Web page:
Conquering Content Marketing

Mustard recently wrote a three piece series for Research World Connect about content marketing. The three pieces outlined the way in which content marketing should be approached, while communicating the benefit of investing in it.

Here are all three pieces:

Building a Brilliant Content Marketing Strategy

Over the next few weeks, RWC will be publishing our guide to content marketing for market researchers. We plan to outline the way in which content marketing should be approached, while communicating the benefit of investing – both time and budget – in it.

Let’s start with the basics. When we talk about content on the internet we mean information, that can come in the form of words/editorial, or images, charts and infographics. Basically the ‘stuff’ of the world of the internet. So, content marketing means creating and distributing valuable, relevant and consistent content to attract and acquire a clearly defined audience.  The aim will be to drive profitable actions on the part of the customer. Content marketing  focuses on creating content owned by a company, material that is published on its own platforms (website, blogs etc) rather than being bought (ad space) or being published in another media (PR).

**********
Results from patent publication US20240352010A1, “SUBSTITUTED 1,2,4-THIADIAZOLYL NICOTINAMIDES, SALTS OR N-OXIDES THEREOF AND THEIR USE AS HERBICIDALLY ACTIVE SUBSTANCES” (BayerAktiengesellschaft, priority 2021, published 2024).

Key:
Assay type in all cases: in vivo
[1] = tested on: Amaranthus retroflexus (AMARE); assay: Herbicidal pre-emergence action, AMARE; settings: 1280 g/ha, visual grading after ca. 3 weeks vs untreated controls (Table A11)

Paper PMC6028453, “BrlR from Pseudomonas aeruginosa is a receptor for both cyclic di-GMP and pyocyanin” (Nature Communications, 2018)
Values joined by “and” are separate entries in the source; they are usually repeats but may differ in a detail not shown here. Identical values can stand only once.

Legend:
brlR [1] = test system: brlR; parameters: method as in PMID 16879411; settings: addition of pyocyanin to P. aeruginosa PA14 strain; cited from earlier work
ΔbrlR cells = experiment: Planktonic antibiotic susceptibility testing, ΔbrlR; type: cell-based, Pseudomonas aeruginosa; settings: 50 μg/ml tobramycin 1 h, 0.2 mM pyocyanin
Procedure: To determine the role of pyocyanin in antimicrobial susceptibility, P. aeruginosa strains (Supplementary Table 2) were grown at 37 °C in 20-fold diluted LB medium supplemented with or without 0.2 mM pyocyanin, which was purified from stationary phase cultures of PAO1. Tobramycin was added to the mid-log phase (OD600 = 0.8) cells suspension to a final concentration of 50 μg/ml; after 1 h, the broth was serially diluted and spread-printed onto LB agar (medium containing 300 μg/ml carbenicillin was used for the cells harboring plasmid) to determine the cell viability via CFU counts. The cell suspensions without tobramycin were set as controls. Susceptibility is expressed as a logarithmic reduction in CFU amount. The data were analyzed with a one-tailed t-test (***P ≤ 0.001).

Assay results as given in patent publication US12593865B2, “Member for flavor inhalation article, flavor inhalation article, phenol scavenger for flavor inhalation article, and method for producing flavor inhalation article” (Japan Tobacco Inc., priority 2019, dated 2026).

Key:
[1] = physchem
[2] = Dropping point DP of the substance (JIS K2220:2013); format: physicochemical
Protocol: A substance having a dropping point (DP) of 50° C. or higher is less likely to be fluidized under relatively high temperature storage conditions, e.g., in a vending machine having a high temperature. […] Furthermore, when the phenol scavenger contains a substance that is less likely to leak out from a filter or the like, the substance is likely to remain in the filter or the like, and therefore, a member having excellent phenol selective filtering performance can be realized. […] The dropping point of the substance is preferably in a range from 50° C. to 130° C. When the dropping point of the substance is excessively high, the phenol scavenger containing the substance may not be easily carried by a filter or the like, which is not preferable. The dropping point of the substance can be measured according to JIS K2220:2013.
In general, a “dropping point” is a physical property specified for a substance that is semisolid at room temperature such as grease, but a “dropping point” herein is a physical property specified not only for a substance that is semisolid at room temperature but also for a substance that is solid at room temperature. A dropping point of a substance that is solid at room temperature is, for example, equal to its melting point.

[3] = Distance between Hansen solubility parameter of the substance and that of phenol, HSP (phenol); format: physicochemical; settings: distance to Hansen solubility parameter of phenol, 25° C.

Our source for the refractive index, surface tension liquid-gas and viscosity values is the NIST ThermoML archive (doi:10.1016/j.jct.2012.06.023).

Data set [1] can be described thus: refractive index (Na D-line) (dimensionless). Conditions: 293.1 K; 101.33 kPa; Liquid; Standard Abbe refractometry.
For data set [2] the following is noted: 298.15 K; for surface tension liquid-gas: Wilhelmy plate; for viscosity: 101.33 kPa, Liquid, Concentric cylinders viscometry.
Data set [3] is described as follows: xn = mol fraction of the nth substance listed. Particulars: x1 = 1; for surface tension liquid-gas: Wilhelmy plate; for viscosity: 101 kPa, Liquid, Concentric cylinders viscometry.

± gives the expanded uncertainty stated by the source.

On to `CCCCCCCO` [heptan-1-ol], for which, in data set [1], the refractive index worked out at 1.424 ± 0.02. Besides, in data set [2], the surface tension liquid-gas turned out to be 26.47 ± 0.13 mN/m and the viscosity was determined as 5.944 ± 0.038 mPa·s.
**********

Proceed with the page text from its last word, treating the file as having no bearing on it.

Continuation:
So, why do content marketing in the first place?  Is this just a current fad or is it worth investing time and energy in it?

While it is true to say that content marketing has taken off in the last few years, there is no doubt that it is here to stay. It taps into the revolution that has been created by the open and generous nature of the internet – share and share alike. If you don’t share, you don’t get to join in the conversation and you don’t gain the benefits.

So, here’s our guide to sharing. In this article we will focus on how researchers can plan and develop a content marketing strategy, in later articles we will look at different approaches and how to evaluate your campaign.

Defining your objectives and audience